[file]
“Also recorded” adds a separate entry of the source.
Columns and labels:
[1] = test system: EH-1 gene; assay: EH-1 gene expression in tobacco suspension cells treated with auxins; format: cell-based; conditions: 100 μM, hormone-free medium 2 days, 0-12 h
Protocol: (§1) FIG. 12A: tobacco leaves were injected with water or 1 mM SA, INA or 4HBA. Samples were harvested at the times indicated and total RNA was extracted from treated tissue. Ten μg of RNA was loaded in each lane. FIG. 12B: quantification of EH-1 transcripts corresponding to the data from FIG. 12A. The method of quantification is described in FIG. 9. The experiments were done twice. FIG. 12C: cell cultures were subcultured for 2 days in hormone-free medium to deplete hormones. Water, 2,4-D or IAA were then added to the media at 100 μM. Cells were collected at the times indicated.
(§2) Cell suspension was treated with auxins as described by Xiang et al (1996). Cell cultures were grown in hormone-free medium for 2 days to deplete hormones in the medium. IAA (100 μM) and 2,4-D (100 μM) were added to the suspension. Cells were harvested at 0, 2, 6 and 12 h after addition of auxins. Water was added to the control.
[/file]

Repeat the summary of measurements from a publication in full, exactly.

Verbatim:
“Also recorded” adds a separate entry of the source.
Columns and labels:
[1] = test system: EH-1 gene; assay: EH-1 gene expression in tobacco suspension cells treated with auxins; format: cell-based; conditions: 100 μM, hormone-free medium 2 days, 0-12 h
Protocol: (§1) FIG. 12A: tobacco leaves were injected with water or 1 mM SA, INA or 4HBA. Samples were harvested at the times indicated and total RNA was extracted from treated tissue. Ten μg of RNA was loaded in each lane. FIG. 12B: quantification of EH-1 transcripts corresponding to the data from FIG. 12A. The method of quantification is described in FIG. 9. The experiments were done twice. FIG. 12C: cell cultures were subcultured for 2 days in hormone-free medium to deplete hormones. Water, 2,4-D or IAA were then added to the media at 100 μM. Cells were collected at the times indicated.
(§2) Cell suspension was treated with auxins as described by Xiang et al (1996). Cell cultures were grown in hormone-free medium for 2 days to deplete hormones in the medium. IAA (100 μM) and 2,4-D (100 μM) were added to the suspension. Cells were harvested at 0, 2, 6 and 12 h after addition of auxins. Water was added to the control.